But again, that challenge is also an opportunity. How amazing to be able to look at all these different ways of understanding the world through the metaphors of art. It’s exciting to see where they crash into one another, where they lock horns. I’m looking forward to that challenge, even if I only get to dip my toe in for a short while.

Hicks presents a recognition to former Art Papers staffer Jerry Cullum honoring his essay in Noplaceness at the 2011 Atlanta Art Now launch party. Photo by John E. Ramspott.

WW: What do you have to say to naysayers that see Sylvie’s departure as a sign of instability in the art community?

CH: I say, “Stability is overrated.” Sylvie’s going on to fabulous new adventures and so is Art Papers. There’s no great failure there. There’s been a lot of turnover recently in Atlanta: [at the] Fulton County Arts Council, MAACC, NBAF, Atlanta PlanIt, and other institutions I could name. Those are the institutions with the larger footprints. Ironically, many smaller institutions and the maturing underground have been remarkably stable. But things have to keep changing, or they get stale. Each of these transitions is an opportunity for something new to take root and grow. It won’t happen in every case, but in some cases it will.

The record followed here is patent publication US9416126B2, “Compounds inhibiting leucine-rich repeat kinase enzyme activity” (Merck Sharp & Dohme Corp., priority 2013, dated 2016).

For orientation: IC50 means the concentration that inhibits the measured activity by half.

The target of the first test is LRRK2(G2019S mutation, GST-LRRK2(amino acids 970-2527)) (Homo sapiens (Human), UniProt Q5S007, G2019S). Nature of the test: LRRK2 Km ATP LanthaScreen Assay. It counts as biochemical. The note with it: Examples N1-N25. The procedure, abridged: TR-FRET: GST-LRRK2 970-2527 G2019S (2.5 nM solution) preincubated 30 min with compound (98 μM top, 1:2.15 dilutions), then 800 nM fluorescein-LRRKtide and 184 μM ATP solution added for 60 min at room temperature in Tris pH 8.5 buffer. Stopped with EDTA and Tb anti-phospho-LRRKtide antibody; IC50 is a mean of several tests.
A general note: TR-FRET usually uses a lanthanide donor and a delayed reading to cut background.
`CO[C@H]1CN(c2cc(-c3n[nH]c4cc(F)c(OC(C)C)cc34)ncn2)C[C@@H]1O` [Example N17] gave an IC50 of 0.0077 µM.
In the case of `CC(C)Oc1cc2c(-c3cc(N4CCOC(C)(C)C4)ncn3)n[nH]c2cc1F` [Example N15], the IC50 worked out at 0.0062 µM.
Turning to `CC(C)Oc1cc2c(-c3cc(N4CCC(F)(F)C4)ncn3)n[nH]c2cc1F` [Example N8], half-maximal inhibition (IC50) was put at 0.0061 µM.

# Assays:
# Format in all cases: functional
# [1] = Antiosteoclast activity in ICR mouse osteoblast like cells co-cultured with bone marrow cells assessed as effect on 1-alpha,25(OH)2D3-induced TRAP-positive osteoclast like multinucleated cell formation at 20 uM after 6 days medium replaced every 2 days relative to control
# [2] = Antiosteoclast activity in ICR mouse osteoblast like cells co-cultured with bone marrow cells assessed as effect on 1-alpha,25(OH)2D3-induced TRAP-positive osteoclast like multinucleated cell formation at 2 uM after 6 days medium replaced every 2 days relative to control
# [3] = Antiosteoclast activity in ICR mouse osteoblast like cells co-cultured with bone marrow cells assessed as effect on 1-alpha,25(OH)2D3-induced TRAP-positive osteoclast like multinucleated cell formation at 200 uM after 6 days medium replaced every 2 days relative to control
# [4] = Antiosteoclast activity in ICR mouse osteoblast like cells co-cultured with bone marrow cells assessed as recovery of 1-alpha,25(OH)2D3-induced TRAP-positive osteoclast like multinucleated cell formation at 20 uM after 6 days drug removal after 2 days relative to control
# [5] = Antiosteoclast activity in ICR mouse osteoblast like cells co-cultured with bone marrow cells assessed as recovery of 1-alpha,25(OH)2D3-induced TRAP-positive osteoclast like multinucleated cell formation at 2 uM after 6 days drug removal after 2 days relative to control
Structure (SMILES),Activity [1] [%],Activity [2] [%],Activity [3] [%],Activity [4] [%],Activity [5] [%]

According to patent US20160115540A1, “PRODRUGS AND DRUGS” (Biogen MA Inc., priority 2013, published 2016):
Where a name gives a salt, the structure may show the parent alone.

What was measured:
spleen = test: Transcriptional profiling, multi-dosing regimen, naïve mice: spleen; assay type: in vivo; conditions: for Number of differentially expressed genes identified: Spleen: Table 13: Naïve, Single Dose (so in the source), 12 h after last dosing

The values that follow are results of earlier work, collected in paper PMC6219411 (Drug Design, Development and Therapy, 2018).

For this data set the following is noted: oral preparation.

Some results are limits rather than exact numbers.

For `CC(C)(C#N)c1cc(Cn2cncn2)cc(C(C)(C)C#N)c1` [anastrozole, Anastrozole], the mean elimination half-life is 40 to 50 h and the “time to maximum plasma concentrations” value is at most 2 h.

WW: Beyond the job description, what is Art Papers looking for in an editor-in-chief?

CH: I really think it’s all right there in the job description. It’s all out on the table. To the credit of Sylvie and the staff at Art Papers over the last several years, the magazine is recognized nationally and internationally in a way that it hadn’t been before. The organization is looking for someone who can take that platform and find new ways to advance the vision of being a transmission belt for art ideas flowing into and out of this region. The editor is important as a connector between this region and the rest of the world.